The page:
Washington D.C, Dec 19 - The world's lakes are warming faster than both the oceans and the air around them, creating blooms of algae that are toxic to fish and rob water of oxygen.

The warming lakes threaten freshwater supplies and ecosystems across the planet, according to a study spanning six continents.

Henry Gholz, program director in the Division of Environmental Biology at the National Science Foundation, said that the knowledge of how lakes are responding to global change has been lacking, which has made forecasting the future of lakes and the life and livelihoods they support very challenging.

Gholz noted that these newly reported trends are a wake-up call to scientists and citizens, including water resource managers and those who depend on freshwater fisheries.

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And Science's Breakthrough of the Year is..

Washington D. C, Dec 18 - The prestigious U. S. journal Science has chosen a popular gene editing tool called CRISPR as its 2015 Breakthrough of the Year.

Managing News Editor John Travis explained that it is an unprecedented selection, given that the technique appeared twice before among Science's runner-ups and is the only runner-up to subsequently be elevated to Breakthrough status.

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Ancient human ancestors may have lived until dawn of civilization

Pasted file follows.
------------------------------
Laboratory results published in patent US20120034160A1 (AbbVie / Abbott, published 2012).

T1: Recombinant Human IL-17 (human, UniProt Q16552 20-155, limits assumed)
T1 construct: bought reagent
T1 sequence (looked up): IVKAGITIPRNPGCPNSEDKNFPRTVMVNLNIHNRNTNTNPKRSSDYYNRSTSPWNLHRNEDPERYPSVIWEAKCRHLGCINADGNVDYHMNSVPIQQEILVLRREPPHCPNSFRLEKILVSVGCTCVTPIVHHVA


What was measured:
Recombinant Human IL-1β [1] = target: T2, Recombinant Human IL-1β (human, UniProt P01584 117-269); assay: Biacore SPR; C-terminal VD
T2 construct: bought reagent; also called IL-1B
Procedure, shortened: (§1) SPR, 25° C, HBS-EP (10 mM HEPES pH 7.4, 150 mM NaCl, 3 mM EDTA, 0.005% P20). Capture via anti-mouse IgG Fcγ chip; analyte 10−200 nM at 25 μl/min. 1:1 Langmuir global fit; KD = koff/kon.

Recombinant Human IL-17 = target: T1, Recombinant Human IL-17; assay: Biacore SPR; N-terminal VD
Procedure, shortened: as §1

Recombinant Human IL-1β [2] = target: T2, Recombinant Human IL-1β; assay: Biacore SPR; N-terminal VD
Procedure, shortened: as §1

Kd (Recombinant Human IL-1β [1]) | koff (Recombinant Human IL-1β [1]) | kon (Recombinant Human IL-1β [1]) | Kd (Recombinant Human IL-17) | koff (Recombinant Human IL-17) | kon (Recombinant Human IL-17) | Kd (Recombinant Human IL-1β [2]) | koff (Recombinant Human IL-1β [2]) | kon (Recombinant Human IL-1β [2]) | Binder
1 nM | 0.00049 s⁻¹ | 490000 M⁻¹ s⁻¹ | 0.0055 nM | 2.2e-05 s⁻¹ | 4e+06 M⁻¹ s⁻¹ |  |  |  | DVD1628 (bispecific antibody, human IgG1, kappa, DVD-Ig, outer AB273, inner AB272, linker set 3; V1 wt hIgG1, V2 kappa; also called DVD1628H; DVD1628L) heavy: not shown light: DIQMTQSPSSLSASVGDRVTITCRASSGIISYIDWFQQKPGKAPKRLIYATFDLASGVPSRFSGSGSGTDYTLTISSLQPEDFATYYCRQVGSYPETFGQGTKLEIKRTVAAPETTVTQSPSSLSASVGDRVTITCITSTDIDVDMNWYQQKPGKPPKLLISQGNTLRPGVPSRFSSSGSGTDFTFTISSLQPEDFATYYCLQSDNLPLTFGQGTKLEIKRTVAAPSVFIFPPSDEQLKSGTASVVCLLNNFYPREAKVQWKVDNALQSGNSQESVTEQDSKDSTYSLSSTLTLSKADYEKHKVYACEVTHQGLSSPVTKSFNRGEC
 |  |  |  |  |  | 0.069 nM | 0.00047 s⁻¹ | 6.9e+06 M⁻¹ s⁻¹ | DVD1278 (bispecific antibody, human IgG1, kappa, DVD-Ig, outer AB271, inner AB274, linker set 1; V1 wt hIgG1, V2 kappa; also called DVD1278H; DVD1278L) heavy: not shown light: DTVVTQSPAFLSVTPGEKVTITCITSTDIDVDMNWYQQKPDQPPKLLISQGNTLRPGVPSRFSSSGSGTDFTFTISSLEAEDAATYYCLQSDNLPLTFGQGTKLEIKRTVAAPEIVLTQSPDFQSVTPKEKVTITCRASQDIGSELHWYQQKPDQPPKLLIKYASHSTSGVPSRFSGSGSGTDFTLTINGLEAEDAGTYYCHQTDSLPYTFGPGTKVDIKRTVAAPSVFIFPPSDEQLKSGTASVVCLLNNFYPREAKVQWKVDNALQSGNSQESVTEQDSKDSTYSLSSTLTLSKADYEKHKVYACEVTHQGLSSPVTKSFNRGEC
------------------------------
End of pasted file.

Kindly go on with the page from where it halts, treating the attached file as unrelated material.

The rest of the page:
Washington D. C, Dec 18 - A thigh bone found in China suggests that an ancient species of human, thought to be long extinct, may have lived among our modern cousins.

The 14,000 year old bone found among the remains of China's enigmatic 'Red Deer Cave people' has been shown to have features that resemble those of some of the most ancient members of the human genus, (Homo), despite its young age.

The findings result from a detailed study of the partial femur, which had lain unstudied for more than a quarter of a century in a museum in southeastern Yunnan, following its excavation along with other fossilised remains from Maludong ('Red Deer Cave') in 1989.

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Silica-rich Martian rocks hints at water activity

Washington D.C, Dec 18 - NASA's Curiosity Rover has stumbled upon much higher concentrations of silica on Mars and the discovery indicates "considerable water activity."

The scientists, including one from Los Alamos National Laboratory, revealed that the Curiosity rover found much higher concentrations of silica at some sites the rover has investigated in the past seven months than anywhere else it has visited since landing on Mars 40 months ago. Silica makes up nine-tenths of the composition of some of the rocks.

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Rare full moon to light up Christmas Day

Washington D.C, Dec 18 - For all the "good" little munchkins who will be waiting for Santa Claus on Christmas, there is good news. This year, the heavenly landing light will be on!

Not since 1977 has a full moon dawned in the skies on Christmas, but this year, a bright full moon will be an added gift for the holidays.

December's full moon, the last of the year, is called the Full Cold Moon because it occurs during the beginning of winter. The moon's peak this year will occur at 6:11 a.m. EST.

This rare event won't happen again until 2034. That's a long time to wait, so make sure to look up to the skies on Christmas Day.

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More moustaches than women in medical leadership

Washington D. C, Dec 17 - Men with moustaches significantly outnumber women in academic medical leadership positions in the top medical schools across the US, according to a new study.